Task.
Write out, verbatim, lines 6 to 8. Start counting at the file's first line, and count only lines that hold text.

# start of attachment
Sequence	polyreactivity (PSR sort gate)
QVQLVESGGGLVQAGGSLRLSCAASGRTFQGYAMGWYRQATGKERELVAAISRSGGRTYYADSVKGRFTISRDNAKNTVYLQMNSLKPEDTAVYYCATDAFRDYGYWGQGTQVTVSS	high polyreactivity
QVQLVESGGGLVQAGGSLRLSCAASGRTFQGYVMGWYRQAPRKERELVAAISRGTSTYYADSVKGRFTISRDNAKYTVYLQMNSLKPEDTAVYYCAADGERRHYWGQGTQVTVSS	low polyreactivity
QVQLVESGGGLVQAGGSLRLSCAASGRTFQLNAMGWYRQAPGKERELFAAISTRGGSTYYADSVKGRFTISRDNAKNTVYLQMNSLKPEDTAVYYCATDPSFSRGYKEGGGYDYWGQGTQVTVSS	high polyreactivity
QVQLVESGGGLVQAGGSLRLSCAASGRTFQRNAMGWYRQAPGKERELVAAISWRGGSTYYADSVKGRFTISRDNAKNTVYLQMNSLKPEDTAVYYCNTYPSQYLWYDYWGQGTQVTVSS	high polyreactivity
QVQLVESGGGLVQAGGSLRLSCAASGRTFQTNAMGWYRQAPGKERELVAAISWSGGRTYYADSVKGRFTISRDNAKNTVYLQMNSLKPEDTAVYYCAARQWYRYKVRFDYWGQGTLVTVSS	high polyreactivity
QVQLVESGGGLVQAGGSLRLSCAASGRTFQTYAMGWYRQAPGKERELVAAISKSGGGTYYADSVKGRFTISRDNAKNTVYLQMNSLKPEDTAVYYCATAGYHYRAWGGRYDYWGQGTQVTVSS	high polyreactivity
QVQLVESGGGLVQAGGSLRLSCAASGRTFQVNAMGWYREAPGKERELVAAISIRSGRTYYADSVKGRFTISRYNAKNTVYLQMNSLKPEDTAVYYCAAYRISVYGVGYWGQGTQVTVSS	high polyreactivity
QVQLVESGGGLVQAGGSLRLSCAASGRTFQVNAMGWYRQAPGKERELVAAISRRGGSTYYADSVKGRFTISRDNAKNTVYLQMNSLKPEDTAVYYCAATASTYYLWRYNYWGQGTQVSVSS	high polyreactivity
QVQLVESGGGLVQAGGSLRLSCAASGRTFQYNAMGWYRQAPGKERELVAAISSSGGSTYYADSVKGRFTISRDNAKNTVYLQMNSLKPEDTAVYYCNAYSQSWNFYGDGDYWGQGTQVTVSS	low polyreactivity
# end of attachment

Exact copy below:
QVQLVESGGGLVQAGGSLRLSCAASGRTFQTNAMGWYRQAPGKERELVAAISWSGGRTYYADSVKGRFTISRDNAKNTVYLQMNSLKPEDTAVYYCAARQWYRYKVRFDYWGQGTLVTVSS	high polyreactivity
QVQLVESGGGLVQAGGSLRLSCAASGRTFQTYAMGWYRQAPGKERELVAAISKSGGGTYYADSVKGRFTISRDNAKNTVYLQMNSLKPEDTAVYYCATAGYHYRAWGGRYDYWGQGTQVTVSS	high polyreactivity
QVQLVESGGGLVQAGGSLRLSCAASGRTFQVNAMGWYREAPGKERELVAAISIRSGRTYYADSVKGRFTISRYNAKNTVYLQMNSLKPEDTAVYYCAAYRISVYGVGYWGQGTQVTVSS	high polyreactivity